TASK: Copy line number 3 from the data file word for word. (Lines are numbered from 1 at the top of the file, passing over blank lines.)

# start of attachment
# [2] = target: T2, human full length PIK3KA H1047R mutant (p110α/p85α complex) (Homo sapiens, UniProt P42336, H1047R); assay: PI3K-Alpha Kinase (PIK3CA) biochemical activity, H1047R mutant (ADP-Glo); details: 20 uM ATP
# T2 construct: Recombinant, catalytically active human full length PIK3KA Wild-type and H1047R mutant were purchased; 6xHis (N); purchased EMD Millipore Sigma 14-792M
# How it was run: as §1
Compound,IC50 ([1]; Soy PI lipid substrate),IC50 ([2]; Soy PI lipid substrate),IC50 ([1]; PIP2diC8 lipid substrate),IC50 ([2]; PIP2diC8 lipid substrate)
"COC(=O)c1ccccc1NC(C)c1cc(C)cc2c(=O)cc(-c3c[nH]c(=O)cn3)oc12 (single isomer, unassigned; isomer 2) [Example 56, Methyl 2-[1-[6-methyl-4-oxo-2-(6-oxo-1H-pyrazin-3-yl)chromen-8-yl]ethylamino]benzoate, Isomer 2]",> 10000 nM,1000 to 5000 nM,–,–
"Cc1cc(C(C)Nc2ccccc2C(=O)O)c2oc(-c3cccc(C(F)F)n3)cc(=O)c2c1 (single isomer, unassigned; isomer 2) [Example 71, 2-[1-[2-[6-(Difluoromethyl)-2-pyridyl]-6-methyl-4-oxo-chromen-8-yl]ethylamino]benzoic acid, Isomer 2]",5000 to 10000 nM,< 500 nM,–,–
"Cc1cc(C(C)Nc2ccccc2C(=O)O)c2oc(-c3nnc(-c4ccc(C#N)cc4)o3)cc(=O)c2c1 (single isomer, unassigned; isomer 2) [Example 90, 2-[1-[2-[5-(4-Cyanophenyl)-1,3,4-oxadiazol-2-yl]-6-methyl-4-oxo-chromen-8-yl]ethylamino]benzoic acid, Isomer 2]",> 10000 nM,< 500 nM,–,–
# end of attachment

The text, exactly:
# How it was run: as §1